The OECD hopes that the PISA report will also measure social and emotional education

The Organization for Economic Co-operation and Development (OECD), which publishes the PISA report on the evaluation of education systems in each country every three years, expressed today its hope that in the future it will also be possible to measure progress in as social and emotional education.

"We believe that the next educational measurement frontier will be about social and emotional education," said Dirk Van Damme, head of the OECD division of measurement innovation and progress, at the E2 technology and education conference held by Microsoft. celebrate these days in Paris.

Van Damme indicated that when PISA began in the year 2000, the organization did not expect to have the impact it has achieved at present, in which it has become the global standard to measure the quality of education in each country and recognized that PISA it does not measure "everything that is education".

Therefore, he claimed the importance of social and emotional education (empathy, ability to reach agreements, to create personal connections, to adapt to different areas, etc.) and lamented that the "rankings" of PISA are the only thing that receives public attention of a "complex issue" such as measuring progress in education.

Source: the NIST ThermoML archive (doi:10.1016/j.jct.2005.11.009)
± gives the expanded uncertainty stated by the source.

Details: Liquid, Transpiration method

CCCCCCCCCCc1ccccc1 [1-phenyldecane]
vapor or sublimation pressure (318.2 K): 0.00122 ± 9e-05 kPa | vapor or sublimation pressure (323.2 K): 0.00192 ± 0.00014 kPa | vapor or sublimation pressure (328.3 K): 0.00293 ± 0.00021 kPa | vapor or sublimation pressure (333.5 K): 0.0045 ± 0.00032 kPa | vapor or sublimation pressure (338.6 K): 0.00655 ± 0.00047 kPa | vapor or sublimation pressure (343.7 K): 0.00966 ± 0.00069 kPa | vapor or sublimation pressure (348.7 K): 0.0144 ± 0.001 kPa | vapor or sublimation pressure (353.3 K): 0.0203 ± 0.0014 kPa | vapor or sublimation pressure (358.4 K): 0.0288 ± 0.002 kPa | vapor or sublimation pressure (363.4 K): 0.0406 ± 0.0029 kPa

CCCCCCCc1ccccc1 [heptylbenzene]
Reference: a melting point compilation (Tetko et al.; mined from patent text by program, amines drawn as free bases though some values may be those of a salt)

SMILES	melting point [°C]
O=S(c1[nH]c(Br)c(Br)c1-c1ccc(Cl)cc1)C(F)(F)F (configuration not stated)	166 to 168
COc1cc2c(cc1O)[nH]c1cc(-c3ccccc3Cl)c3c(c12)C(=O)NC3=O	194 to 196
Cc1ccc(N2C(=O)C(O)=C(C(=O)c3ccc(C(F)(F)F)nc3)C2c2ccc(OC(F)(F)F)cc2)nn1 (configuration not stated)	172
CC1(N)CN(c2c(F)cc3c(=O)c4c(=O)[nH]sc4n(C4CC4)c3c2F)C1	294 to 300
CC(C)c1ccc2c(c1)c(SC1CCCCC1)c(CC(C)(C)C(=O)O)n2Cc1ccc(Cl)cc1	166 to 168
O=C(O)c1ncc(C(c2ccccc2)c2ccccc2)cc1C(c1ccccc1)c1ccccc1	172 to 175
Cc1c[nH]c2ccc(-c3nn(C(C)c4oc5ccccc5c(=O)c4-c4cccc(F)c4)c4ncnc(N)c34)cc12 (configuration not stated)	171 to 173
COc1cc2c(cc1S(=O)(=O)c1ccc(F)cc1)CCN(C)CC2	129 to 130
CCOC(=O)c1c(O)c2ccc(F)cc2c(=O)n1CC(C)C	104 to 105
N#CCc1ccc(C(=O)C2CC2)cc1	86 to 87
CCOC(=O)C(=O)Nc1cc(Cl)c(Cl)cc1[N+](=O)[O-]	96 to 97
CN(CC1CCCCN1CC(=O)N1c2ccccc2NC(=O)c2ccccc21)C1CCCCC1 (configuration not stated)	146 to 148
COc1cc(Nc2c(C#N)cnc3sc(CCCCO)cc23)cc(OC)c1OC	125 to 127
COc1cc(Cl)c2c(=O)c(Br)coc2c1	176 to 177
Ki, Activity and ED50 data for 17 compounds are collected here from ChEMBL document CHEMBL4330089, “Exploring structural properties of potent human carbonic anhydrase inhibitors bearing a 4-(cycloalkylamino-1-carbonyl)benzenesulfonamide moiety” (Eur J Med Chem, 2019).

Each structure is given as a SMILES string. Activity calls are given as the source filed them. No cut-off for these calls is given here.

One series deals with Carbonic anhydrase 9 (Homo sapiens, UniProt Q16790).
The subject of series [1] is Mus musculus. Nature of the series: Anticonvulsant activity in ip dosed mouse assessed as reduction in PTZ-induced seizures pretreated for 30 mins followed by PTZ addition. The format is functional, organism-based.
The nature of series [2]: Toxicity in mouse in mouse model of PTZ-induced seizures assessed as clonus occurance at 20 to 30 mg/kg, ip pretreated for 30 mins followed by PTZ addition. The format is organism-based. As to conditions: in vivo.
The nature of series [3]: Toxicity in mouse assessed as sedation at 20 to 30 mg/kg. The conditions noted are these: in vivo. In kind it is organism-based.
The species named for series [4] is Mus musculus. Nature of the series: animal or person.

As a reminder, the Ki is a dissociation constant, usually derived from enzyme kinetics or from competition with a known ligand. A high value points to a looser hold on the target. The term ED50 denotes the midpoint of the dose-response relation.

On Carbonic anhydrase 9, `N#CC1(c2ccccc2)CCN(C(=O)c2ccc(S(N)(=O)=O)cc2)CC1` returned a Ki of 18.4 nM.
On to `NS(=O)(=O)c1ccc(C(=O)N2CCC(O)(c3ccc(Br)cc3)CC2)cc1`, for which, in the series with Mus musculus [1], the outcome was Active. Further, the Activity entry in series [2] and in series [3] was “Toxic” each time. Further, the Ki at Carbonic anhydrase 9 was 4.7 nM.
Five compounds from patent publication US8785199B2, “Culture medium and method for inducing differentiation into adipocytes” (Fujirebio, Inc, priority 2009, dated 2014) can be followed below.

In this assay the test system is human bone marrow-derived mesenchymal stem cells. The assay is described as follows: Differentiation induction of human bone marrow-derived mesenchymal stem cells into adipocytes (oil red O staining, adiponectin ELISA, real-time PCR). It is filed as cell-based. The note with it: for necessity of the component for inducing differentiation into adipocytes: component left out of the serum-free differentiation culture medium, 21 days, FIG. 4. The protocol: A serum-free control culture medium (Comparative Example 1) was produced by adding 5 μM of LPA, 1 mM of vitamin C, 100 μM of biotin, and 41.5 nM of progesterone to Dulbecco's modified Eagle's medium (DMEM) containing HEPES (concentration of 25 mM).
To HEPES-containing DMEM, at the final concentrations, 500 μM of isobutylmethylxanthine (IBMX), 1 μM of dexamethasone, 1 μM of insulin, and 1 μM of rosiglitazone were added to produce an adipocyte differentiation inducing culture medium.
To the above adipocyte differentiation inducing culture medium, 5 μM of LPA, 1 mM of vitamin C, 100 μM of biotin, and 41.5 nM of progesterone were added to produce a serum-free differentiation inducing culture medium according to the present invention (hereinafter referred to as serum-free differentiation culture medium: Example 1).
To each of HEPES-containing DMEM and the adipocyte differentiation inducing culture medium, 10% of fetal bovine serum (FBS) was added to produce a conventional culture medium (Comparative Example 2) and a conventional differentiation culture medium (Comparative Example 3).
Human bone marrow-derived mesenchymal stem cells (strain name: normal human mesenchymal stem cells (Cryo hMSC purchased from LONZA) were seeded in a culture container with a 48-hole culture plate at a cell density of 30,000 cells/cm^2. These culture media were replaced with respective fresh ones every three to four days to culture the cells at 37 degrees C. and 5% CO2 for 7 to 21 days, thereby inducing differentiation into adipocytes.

"Sometimes in the OECD we give too simplistic answers, 'rankings' are only one dimension of a very complex issue, but they are the first thing that politicians and the press give visibility to," explained the head of innovation at the OECD.

"The data indicate that so-called" soft skills "(social and emotional skills) have a major impact on the future of children, as much or more than cognitive knowledge," and are strongly related to "future variables such as levels of unemployment , salary and cases of depression, "he said.

Van Damme also explained how employers tell you that they hire their employees based on their cognitive skills (theoretical knowledge and practical skills) and dismiss them because of their non-cognitive abilities (lack of social and emotional skills).

"The idea that character is something with which one is born has been rejected by modern psychology, character is constructed and molded, and school plays a fundamental role in it," he concluded.


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